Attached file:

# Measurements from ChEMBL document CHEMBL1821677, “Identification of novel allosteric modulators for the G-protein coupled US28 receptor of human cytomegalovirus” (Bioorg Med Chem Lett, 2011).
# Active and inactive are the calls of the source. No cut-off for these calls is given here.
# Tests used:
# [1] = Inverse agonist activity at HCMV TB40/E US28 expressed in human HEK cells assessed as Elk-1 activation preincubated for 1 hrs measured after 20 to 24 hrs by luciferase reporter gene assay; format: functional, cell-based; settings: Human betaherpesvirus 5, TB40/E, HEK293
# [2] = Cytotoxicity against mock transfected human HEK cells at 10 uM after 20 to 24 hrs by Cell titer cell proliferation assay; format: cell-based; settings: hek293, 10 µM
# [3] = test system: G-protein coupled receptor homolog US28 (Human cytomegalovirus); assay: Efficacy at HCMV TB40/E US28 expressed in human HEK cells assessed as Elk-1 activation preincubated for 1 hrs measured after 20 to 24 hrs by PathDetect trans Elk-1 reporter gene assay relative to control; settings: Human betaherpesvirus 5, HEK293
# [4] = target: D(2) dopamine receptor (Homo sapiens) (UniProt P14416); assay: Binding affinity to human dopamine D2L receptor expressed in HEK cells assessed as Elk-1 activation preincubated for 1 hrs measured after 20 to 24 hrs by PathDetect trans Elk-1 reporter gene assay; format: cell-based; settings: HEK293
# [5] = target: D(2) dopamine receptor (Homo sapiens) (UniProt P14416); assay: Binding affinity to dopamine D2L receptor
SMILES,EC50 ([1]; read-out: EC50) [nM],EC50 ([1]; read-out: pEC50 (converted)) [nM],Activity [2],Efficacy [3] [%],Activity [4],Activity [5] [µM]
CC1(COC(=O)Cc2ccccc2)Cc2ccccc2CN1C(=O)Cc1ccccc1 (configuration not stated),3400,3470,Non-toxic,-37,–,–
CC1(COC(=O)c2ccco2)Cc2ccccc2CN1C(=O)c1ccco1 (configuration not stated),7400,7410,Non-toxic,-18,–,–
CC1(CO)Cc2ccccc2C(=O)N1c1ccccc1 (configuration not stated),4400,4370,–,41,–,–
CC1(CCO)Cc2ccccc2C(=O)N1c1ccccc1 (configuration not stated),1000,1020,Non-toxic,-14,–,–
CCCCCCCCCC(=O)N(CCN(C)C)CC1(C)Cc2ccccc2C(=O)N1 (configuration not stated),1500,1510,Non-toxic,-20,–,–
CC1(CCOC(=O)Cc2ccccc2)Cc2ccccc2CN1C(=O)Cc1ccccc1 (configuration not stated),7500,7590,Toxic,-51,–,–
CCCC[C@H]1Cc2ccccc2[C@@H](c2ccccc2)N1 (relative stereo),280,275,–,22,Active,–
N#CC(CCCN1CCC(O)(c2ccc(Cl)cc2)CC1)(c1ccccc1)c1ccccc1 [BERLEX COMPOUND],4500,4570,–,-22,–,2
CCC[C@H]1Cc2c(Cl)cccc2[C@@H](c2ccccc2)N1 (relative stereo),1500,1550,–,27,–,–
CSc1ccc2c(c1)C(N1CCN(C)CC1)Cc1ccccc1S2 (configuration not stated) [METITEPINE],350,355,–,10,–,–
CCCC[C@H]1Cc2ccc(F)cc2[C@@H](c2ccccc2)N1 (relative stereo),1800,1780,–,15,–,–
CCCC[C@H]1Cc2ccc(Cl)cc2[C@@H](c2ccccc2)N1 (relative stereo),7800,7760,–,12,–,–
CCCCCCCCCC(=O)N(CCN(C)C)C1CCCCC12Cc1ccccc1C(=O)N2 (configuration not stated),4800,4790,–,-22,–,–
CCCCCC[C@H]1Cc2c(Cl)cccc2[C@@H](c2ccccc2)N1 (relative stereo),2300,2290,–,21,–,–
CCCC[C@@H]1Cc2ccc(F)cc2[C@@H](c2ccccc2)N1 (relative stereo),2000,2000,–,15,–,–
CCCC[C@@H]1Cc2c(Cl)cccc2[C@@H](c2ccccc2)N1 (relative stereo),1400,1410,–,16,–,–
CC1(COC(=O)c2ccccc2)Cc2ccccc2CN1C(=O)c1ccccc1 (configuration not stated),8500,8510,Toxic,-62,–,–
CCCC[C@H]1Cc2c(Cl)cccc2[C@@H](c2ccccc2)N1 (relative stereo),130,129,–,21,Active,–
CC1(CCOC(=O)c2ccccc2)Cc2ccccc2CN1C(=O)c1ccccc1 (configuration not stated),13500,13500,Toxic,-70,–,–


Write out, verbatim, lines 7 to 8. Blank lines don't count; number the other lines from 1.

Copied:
# [4] = target: D(2) dopamine receptor (Homo sapiens) (UniProt P14416); assay: Binding affinity to human dopamine D2L receptor expressed in HEK cells assessed as Elk-1 activation preincubated for 1 hrs measured after 20 to 24 hrs by PathDetect trans Elk-1 reporter gene assay; format: cell-based; settings: HEK293
# [5] = target: D(2) dopamine receptor (Homo sapiens) (UniProt P14416); assay: Binding affinity to dopamine D2L receptor